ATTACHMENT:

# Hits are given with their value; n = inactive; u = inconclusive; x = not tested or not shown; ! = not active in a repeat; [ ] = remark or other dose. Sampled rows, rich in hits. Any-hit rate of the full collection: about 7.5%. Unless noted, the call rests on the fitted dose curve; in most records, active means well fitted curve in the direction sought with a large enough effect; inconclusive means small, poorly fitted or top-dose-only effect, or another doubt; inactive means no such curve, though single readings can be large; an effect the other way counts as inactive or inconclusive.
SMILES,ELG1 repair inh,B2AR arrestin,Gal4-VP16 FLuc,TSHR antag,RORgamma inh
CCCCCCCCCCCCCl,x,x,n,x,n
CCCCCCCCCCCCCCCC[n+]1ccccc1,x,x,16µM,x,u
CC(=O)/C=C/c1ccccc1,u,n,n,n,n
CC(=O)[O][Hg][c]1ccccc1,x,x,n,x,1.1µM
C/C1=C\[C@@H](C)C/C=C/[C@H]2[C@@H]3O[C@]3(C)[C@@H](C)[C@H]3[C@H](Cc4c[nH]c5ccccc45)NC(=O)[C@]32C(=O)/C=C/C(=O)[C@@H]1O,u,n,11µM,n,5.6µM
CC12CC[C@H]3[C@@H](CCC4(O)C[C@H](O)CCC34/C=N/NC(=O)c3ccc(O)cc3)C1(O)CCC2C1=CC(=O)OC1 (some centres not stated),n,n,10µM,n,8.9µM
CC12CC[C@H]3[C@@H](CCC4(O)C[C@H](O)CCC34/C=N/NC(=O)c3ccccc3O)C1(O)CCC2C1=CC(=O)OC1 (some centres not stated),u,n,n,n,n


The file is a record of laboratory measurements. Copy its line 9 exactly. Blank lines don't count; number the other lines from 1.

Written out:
CC12CC[C@H]3[C@@H](CCC4(O)C[C@H](O)CCC34/C=N/NC(=O)c3ccccc3O)C1(O)CCC2C1=CC(=O)OC1 (some centres not stated),u,n,n,n,n